After more than a year of twists, turns, deal-making and uninspiring play on the football field, NFL owners will take a vote determining the future of professional football in St. Louis.
The leaders of the league’s 32 teams are scheduled to meet on Tuesday and Wednesday in Houston. They’re slated to take up proposals from the St. Louis Rams, the San Diego Chargers and the Oakland Raiders to move to the Los Angeles area.
Rams owner Stan Kroenke provided a big hint that he wanted to bolt from St. Louis last year when he unveiled plans to build largely privately funded stadium in Inglewood, Calif. He confirmed those intentions last week when the Rams filed for relocation, complete with a scorched-earth application that trashed St. Louis’ ability to field a NFL team.
But Kroenke’s LA dreams have been severely complicated by a competing proposal from the Chargers and the Raiders to build a stadium in Carson, Calif. It’s been widely speculated that the only way for Kroenke to get the votes to move is to make a pact with the Chargers. And that is difficult to imagine, especially since Chargers owner Dean Spanos cited Kroenke's Inglewood overtures as part of his reasoning to partner with the Raiders. (Though it's also quite possible Kroenke could have the votes to block the Carson proposal as well.)
We know that many, many words have been written about this saga (which you can check out by clicking here). But this reporter thought it would be worthwhile to revisit some of the big questions posed about the relocation drama late last year.
Oh, we’re going to use gifs to illustrate certain points. Why? Because we can.
Do the St. Louis Rams even want to be here?
There was some ambiguity about this back in November, since Kroenke had remained tight-lipped about his intentions. But there was a pretty strong sense the answer was no, especially since a lot of time, effort and money was put into planning the Inglewood stadium.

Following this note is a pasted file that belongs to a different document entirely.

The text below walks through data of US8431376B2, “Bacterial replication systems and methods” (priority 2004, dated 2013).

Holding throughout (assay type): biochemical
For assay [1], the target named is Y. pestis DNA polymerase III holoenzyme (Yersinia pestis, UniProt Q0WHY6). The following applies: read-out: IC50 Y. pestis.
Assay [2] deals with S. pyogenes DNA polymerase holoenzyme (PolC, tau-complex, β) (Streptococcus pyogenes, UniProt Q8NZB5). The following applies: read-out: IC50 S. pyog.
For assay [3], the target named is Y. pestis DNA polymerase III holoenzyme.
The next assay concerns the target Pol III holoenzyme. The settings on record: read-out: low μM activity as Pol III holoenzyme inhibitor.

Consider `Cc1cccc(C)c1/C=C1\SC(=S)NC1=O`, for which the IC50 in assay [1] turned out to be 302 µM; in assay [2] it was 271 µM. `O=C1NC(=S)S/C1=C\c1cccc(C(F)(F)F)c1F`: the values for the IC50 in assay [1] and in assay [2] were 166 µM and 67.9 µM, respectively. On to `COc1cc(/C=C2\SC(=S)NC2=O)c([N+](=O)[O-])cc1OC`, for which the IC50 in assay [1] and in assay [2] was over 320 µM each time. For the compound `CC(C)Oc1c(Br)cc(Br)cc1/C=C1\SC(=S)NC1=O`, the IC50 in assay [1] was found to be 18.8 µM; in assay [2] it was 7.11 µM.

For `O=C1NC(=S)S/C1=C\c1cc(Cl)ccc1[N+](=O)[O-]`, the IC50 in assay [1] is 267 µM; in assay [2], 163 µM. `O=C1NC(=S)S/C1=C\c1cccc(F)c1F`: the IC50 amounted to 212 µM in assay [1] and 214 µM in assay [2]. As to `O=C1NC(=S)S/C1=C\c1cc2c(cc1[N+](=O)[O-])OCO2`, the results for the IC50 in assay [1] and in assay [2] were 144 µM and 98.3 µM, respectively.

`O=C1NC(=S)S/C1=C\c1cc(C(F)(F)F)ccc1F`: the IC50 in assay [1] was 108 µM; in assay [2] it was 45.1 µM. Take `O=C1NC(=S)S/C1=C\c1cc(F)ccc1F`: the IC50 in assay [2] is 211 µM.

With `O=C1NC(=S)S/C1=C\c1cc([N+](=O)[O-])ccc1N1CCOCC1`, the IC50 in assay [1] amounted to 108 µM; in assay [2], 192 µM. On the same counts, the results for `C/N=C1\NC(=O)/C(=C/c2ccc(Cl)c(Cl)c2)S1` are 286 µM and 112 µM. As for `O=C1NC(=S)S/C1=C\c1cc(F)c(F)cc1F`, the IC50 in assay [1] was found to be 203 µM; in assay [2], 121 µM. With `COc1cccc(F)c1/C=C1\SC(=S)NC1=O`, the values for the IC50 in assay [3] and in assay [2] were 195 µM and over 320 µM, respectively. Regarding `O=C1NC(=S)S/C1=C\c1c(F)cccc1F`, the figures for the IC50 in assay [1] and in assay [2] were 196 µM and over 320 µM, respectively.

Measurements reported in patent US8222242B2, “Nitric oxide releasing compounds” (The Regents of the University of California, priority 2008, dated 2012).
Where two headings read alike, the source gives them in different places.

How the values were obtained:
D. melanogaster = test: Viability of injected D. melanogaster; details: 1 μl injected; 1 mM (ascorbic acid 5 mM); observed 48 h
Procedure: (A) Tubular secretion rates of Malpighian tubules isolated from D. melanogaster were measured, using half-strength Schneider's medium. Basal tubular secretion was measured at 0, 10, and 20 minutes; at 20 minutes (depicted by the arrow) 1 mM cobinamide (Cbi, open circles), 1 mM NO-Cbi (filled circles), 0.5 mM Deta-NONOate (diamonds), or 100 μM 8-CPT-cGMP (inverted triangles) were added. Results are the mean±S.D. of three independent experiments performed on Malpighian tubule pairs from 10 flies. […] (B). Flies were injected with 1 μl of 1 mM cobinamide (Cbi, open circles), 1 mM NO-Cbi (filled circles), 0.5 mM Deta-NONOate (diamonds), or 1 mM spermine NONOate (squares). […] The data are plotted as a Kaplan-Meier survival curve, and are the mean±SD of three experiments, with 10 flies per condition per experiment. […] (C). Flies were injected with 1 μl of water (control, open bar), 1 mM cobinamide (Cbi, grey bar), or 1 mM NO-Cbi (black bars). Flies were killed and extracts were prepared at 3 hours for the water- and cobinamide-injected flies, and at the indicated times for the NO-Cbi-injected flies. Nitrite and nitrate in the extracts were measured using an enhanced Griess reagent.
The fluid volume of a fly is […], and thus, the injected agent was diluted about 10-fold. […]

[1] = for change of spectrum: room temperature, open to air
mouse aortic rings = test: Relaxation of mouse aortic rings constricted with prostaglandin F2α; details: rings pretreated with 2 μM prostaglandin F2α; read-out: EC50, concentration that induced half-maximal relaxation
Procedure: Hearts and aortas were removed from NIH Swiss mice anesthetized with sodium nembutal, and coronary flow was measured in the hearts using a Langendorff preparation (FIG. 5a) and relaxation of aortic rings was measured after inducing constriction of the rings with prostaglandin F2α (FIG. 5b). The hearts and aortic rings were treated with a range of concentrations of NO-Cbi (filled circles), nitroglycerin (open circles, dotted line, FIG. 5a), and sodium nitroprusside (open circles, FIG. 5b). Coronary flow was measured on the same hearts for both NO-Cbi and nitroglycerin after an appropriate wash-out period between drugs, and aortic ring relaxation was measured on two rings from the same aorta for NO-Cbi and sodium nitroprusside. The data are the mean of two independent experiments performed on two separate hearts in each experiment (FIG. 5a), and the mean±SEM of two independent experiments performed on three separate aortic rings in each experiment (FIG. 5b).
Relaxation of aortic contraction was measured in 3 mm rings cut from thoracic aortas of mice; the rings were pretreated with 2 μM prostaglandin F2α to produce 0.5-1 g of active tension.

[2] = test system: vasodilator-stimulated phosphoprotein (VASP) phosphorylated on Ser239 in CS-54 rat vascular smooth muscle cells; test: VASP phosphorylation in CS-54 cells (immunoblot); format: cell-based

Well, it’s fair to say that the Rams' 29-page rationale for relocating confirmed those assumptions. And for St. Louis residents, much of the documents resembled a pro wrestling sneak attack.
The document not only played up the Inglewood facility as the latest and greatest facility to host a NFL squad, but it also denigrated efforts to build a new stadium on St. Louis riverfront and dismissed St. Louis’ ability to support a NFL team.
The reaction to the statement of reasons was swift and brutal, and much of the ire was directed at Kroenke. St. Louis Mayor Francis Slay issued a rebuttal to NFL Commissioner Roger Goodell and the rest of the league’s owners. And responding to the Rams’ idea that the new stadium would lead a team to financial ruin, Gov. Jay Nixon issued the sweetest of sweet burns: “When you talk about financial ruin, you generally don’t think about NFL owners. They seem to have risen to a position to take that away as a life risk.”
How will St. Louis’ stadium proposal affect the owners’ thinking?
It’s hard to say definitively since that would require taking a poll of 31 very busy and very rich individuals. (And while Green Packers President and CEO Mark Murphy is probably very well compensated, that team is publicly owned.)
From a cursory glance, the St. Louis proposal seems further along in terms of planning and funding than ones from San Diego and Oakland. Oakland didn’t even submit a financing plan and San Diego’s proposal depends on the result of a citywide vote later this summer.
But when he was in St. Louis last year, NFL executive Eric Grubman stressed that a viable stadium plan needed to be attractive to a team. And even the most optimistic person would be hard-pressed to believe that the Rams like the plan, since they declared (literally) in bold terms that “no NFL club would be interested in the … New St. Louis Stadium.”